Those arrays we just obtained don’t tell us much about the pose of a person on the image. In this section we’ll discuss how to process the model’s output to actually visualise the pose.

The output consist of 2 parts:

- Heatmaps (9,9,17) — correspond to the probability of appearance of each keypoint in the particular part of the image (9,9)(without applying sigmoid function). They are used to locate the approximate position of the joints.
- Offset vectors (9,9,34) — these are used for more exact calculation of the keypoint’s position. First 17 of the third dimension correspond to the x coordinates and the second 17 of them correspond to the y coordinates

As you can see, the image above has 9 by 9 grid of values and it is one of 17 heatmaps. The maximum value is in the cell that is right under the face. Obviously, there is no nose there, but as I mentioned earlier, with heatmaps we can find just the approximate positions of the joints. After finding the index for the maximum value we upscale it with output stride value and the size of the input tensor. After that we can adjust the positions with offset vectors.

Here’s the pseudocode (for better understanding of the concept) for parsing the output:

def parse_output(heatmap_data, offset_data, threshold): for every keypoint in heatmap_data:

1. find indices of max values in the 9x9 grid

2. calculate position of the keypoint in the image

3. adjust the position with offset_data

4. get the maximum probability

if max probability > threshold:

if the position lies inside the shape of resized image:

set the flag for visualisation to True

We added the flag to each keypoint to be able to filter out those that the model is not sure of and those it predicts to be outside of the image. The actual code you can find here.

After that, we can draw every keypoint on the image to visualise the result. Here are the images containing the template and the target poses that we will be matching:

By the way, the easiest way to draw the point on the source image that have higher resolution is to calculate the resize ratio for each axis separately and then multiply the coordinates of the points by the corresponding ratio value.

## Pose matching

If your task includes pose matching you need to figure out the way to compare positions of different body parts and their relationships with each other on the image.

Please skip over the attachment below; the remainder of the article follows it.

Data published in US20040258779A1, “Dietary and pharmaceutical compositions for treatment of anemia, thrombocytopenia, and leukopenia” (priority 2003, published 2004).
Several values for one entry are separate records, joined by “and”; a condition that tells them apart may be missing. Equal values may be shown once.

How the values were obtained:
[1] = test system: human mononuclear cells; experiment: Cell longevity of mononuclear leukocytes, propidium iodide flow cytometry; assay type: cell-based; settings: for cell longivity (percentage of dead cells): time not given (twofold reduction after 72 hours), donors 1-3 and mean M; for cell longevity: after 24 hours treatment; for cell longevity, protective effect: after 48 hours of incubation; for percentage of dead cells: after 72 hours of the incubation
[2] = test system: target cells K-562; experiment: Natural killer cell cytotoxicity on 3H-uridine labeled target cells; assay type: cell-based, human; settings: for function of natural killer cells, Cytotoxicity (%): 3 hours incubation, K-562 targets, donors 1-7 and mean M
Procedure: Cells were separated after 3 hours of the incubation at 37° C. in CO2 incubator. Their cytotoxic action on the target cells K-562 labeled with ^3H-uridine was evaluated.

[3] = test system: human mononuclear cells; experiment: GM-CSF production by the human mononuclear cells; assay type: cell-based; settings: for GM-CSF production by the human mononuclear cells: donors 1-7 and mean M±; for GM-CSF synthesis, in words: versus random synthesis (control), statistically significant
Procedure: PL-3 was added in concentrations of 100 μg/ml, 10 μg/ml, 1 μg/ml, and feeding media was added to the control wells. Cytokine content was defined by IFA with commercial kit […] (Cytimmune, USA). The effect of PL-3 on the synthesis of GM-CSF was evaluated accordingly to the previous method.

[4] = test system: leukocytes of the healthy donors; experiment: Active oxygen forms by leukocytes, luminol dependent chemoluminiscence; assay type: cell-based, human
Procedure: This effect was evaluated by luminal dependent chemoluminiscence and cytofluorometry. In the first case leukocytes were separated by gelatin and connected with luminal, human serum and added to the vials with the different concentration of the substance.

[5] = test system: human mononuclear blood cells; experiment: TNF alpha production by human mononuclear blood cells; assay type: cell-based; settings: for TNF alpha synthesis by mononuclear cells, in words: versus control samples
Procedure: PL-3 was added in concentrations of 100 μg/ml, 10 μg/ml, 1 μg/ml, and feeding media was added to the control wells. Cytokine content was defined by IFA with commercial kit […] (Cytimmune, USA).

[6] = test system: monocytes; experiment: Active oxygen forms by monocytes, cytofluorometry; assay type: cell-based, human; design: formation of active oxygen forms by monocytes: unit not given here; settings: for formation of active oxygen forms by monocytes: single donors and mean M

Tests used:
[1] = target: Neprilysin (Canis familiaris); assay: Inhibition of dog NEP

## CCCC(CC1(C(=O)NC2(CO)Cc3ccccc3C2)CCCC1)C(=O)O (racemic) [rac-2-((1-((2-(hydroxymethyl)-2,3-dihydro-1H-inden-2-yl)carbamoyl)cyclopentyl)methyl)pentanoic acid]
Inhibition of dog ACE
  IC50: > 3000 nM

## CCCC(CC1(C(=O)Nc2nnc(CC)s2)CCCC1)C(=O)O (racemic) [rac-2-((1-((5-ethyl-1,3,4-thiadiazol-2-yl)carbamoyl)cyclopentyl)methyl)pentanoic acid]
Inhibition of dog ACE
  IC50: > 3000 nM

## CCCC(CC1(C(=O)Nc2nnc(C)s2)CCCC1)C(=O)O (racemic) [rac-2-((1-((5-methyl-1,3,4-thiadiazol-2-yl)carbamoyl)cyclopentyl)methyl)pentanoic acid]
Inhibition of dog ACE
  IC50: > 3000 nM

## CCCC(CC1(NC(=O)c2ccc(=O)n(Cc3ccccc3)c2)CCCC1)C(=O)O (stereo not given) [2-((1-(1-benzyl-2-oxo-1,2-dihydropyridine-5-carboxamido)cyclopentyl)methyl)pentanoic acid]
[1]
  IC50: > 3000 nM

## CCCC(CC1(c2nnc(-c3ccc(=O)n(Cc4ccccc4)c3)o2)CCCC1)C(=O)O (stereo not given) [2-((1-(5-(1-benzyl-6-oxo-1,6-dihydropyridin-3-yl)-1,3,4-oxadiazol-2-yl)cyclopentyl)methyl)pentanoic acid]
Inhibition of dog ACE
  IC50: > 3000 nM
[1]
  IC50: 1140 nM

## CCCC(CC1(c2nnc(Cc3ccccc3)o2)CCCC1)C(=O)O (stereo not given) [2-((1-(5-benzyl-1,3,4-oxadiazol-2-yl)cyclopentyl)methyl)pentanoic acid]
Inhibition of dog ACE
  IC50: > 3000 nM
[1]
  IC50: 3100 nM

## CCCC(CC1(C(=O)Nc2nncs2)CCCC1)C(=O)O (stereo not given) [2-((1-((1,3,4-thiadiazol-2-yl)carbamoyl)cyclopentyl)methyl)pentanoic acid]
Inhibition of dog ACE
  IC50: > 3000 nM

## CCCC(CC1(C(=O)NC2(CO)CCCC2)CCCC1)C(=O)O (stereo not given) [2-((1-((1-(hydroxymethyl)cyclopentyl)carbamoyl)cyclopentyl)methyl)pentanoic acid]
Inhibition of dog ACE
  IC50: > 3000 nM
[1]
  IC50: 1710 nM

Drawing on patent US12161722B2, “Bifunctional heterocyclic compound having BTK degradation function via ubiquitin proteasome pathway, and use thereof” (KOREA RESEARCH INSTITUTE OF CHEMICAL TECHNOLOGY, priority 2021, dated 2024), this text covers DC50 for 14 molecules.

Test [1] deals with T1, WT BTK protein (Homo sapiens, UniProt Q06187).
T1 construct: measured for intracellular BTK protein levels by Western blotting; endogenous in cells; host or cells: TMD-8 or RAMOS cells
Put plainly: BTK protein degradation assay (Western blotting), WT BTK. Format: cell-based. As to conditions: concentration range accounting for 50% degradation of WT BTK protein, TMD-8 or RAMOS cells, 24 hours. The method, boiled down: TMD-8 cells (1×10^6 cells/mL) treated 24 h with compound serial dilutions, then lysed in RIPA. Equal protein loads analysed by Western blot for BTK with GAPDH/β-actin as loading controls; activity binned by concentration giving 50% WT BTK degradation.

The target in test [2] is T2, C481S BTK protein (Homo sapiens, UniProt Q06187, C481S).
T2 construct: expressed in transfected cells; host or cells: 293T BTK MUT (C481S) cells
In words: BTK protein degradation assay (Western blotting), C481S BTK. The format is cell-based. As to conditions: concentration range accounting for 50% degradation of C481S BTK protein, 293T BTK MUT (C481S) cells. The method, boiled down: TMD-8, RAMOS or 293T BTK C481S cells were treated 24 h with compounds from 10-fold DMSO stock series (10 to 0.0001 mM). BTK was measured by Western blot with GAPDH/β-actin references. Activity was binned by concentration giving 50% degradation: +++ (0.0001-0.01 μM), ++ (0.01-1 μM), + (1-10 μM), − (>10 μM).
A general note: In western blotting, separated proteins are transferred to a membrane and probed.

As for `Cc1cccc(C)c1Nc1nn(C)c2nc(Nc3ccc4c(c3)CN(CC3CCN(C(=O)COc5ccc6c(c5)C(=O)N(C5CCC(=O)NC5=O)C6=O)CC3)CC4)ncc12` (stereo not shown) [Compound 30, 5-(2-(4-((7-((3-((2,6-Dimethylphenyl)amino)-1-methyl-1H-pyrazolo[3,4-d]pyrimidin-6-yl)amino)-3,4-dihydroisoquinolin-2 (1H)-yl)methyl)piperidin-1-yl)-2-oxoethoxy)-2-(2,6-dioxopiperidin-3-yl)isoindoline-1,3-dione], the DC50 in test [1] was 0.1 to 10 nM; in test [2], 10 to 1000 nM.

The idea behind my approach is to compare the angle between each body part and x-axis for both images as well as calculate proportions between body parts for each image and compare them to cover the cases when, for example, hands move in parallel with the camera view direction so that the angle doesn’t change.

Let’s first calculate these angle and size values for each body part.

def angle_length(p1, p2): angle = math.atan2(- int(p2[0]) + int(p1[0]), int(p2[1]) -int(p1[1])) * 180.0 / np.pi length = math.hypot(int(p2[1]) - int(p1[1]), - int(p2[0]) + int(p1[0])) return round(angle), round(length)

Please disregard the formula. Given the position of the origin in opencv (upper-left corner) the formula has been written this way to make the process of choosing the acceptable difference between poses more clear for the user — meaning that one can choose the difference having in mind the origin being in the lower left corner.

Here’s again the pseudocode for the matching formula. The exact code can be found in the very same notebook.

def matching(template_kp, target_kp, angle_deviation=20, size_deviation=1): 1. set anchor sizes for proportions calculations - distance between shoulders For each body part that we calculated angle and size for:

1. Calculate difference between angles

2. Calculate ratio between the part and the anchor for the template pose (proportion)

3. Calculate ratio between the part and the anchor for the target pose (proportion)

if difference between angles > angle_deviation threshold:

the body part is deviated

elif difference between proportions > size_deviation threshold:

the body part is deviated return the list of deviated body parts

That’s pretty much it. The main advantage of this approach is the customisation for the acceptable pose deviation. Using angle and size characteristics of each body part we can also calculate a scalar value representing the matching measure. Anyway, now we can draw deviated body parts with a different color or do whatever else we need to do.

Now that we discussed how to estimate and match poses we can scale the algorithm to work with videos and streams and add the ability to match poses when we don’t have all the keypoints found in the image.

I hope this little guide will be useful for someone. Please let me know if you have any questions. You can also reach out to me via LinkedIn